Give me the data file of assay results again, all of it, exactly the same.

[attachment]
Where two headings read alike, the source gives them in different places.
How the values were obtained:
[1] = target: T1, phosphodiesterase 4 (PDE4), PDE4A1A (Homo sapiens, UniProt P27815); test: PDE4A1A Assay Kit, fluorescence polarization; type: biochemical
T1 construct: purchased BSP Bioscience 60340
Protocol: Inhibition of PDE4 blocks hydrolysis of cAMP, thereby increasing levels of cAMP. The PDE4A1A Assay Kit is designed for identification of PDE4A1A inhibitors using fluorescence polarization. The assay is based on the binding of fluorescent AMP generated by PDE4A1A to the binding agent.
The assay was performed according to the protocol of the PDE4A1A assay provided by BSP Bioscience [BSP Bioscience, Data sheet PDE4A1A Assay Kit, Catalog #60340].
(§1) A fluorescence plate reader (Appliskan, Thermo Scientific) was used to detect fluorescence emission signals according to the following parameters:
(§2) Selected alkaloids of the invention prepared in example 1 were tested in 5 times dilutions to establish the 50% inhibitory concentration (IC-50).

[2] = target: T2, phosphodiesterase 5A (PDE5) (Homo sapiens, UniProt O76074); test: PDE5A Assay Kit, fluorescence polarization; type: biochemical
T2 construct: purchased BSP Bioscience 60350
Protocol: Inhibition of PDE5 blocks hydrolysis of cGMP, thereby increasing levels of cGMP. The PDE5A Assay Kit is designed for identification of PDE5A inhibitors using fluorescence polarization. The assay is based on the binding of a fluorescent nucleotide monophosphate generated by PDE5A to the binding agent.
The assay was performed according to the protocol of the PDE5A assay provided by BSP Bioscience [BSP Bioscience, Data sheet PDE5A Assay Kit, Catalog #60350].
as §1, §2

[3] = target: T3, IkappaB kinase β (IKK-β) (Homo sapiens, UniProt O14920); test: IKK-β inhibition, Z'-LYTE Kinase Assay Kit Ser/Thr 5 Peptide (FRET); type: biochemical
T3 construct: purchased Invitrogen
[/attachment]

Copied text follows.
Where two headings read alike, the source gives them in different places.
How the values were obtained:
[1] = target: T1, phosphodiesterase 4 (PDE4), PDE4A1A (Homo sapiens, UniProt P27815); test: PDE4A1A Assay Kit, fluorescence polarization; type: biochemical
T1 construct: purchased BSP Bioscience 60340
Protocol: Inhibition of PDE4 blocks hydrolysis of cAMP, thereby increasing levels of cAMP. The PDE4A1A Assay Kit is designed for identification of PDE4A1A inhibitors using fluorescence polarization. The assay is based on the binding of fluorescent AMP generated by PDE4A1A to the binding agent.
The assay was performed according to the protocol of the PDE4A1A assay provided by BSP Bioscience [BSP Bioscience, Data sheet PDE4A1A Assay Kit, Catalog #60340].
(§1) A fluorescence plate reader (Appliskan, Thermo Scientific) was used to detect fluorescence emission signals according to the following parameters:
(§2) Selected alkaloids of the invention prepared in example 1 were tested in 5 times dilutions to establish the 50% inhibitory concentration (IC-50).

[2] = target: T2, phosphodiesterase 5A (PDE5) (Homo sapiens, UniProt O76074); test: PDE5A Assay Kit, fluorescence polarization; type: biochemical
T2 construct: purchased BSP Bioscience 60350
Protocol: Inhibition of PDE5 blocks hydrolysis of cGMP, thereby increasing levels of cGMP. The PDE5A Assay Kit is designed for identification of PDE5A inhibitors using fluorescence polarization. The assay is based on the binding of a fluorescent nucleotide monophosphate generated by PDE5A to the binding agent.
The assay was performed according to the protocol of the PDE5A assay provided by BSP Bioscience [BSP Bioscience, Data sheet PDE5A Assay Kit, Catalog #60350].
as §1, §2

[3] = target: T3, IkappaB kinase β (IKK-β) (Homo sapiens, UniProt O14920); test: IKK-β inhibition, Z'-LYTE Kinase Assay Kit Ser/Thr 5 Peptide (FRET); type: biochemical
T3 construct: purchased Invitrogen